The other title is Jonathan’s third book, Purity. (Macmillan/FSG; Macmillan Audio). It’s also had several early reviews, which we summarized. Many more have been added since.

Going beyond the cliched adjective “highly anticipated,” Entertainment Weekly ‘s Leah Greenblatt writes, “A new Jonathan Franzen novel arrives only every five or 10 years, and when it does, it feels like a banquet. His books are almost always centered on familial entanglements and identity, but they’re never just that: There are brilliant stand-alone chapters to devour, detours to savor, bitter little scraps to nibble and spit out.”  This one is no exception, says Greenblatt, Objecting to Franzen’s “often shockingly ugly take on women” (although she says he is an equal opportunity insulter, since his “male characters hardly come out unscathed”) and to the novel’s abrupt ending which seems to indicate Franzen tired of his characters, she gives it a B.

The daily NYT‘s Michiko Kakutani, whom Franzen referred to in 2008 as “the stupidest person in New York City,” calls this a “dynamic new novel,” which, “After its somewhat stilted start …kicks into gear, with Mr. Franzen writing with gathering assurance and verve.” Addressing Franzen famous misanthropy, she says he “has added a new octave to his voice … [the] ability here to not just satirize the darkest and pettiest of human impulses but to also capture his characters’ yearnings for connection and fresh starts — and to acknowledge the possibility of those hopes.”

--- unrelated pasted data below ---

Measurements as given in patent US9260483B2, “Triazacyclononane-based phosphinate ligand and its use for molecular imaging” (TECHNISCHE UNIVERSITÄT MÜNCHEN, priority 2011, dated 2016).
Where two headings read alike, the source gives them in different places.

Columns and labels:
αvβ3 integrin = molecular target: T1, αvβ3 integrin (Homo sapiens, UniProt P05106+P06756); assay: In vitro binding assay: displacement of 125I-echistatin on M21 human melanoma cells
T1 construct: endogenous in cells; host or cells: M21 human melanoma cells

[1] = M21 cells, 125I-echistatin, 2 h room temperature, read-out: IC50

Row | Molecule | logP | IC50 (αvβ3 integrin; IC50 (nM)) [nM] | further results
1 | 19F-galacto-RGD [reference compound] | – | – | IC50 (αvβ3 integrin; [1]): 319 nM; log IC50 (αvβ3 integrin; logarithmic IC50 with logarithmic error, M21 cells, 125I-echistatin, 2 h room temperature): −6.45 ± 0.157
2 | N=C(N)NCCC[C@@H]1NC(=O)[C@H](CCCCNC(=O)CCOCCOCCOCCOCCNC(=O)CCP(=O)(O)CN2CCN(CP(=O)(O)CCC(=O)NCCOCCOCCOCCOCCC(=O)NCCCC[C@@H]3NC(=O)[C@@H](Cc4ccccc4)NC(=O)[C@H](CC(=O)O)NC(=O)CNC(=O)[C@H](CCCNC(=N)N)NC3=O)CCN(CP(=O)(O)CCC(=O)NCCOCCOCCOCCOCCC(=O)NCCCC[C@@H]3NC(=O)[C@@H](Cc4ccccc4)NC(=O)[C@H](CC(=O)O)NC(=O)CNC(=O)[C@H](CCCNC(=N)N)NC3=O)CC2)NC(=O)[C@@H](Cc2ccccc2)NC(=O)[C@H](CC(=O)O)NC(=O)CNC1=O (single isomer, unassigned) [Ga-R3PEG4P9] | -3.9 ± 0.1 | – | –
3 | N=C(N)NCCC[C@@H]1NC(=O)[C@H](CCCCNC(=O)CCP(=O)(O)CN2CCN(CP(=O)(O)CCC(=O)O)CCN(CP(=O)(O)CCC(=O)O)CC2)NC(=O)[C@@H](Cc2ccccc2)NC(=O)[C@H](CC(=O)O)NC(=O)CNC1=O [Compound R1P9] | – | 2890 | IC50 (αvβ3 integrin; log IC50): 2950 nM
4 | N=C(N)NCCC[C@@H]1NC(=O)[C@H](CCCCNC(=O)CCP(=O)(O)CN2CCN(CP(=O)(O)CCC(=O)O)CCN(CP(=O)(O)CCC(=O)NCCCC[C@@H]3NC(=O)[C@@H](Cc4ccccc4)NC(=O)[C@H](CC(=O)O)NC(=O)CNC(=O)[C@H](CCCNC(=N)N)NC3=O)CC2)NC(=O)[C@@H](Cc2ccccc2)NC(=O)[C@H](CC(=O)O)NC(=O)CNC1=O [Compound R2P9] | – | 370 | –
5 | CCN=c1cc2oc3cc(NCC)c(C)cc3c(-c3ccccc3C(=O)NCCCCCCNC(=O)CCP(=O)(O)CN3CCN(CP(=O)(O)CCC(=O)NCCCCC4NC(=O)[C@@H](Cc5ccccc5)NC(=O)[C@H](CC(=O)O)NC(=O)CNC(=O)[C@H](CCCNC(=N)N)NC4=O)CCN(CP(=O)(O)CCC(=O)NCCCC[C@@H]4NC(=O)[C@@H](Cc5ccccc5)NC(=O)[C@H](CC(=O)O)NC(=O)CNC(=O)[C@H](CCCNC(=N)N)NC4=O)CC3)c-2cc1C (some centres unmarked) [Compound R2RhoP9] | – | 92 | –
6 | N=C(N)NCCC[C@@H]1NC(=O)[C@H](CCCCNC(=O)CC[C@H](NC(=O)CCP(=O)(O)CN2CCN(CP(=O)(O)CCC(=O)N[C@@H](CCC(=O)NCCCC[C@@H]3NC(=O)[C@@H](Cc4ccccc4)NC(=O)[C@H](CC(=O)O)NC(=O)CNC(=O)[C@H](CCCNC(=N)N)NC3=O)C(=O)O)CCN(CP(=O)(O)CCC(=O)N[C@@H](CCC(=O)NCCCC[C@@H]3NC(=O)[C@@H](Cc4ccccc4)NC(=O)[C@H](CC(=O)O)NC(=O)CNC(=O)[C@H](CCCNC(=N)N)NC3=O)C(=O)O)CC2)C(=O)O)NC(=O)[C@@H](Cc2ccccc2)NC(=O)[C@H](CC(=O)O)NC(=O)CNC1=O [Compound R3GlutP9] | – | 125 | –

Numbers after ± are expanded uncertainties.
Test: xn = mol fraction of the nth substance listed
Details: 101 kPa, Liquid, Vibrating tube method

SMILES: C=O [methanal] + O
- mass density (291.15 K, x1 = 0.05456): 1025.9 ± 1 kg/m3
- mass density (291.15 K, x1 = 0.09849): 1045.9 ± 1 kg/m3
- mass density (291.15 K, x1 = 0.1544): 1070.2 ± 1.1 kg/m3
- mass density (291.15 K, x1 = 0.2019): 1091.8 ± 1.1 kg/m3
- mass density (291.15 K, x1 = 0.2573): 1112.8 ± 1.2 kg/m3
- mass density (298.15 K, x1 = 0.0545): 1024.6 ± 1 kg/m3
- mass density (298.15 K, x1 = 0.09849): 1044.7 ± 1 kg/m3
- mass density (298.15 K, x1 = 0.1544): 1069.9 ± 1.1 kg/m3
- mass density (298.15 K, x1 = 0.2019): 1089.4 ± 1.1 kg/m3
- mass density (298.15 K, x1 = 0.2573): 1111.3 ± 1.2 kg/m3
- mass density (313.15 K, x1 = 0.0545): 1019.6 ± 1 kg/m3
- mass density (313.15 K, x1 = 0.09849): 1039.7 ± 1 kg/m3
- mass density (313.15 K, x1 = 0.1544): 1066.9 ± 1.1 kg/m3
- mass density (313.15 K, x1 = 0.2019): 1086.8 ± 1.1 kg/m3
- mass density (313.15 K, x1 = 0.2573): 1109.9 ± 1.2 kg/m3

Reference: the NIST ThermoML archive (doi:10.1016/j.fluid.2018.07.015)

LA Times chief critic David L. Ulin’s is more qualified, saying “The novel is a bit of a mixed bag, largely because of all the plotting, which has never been the author’s strong suit; both The Corrections and Freedom succeed despite, not because of, their narrative contrivances. All the same, it remains compelling to read Franzen confront his demons, which are not just his but everyone’s.”

People magazine makes it their “Pick of the Week,” [not online yet] calling it “Wickedly smart and funny about power and desire, sometimes flabby and contrived yet still irresistible: pure Franzen.”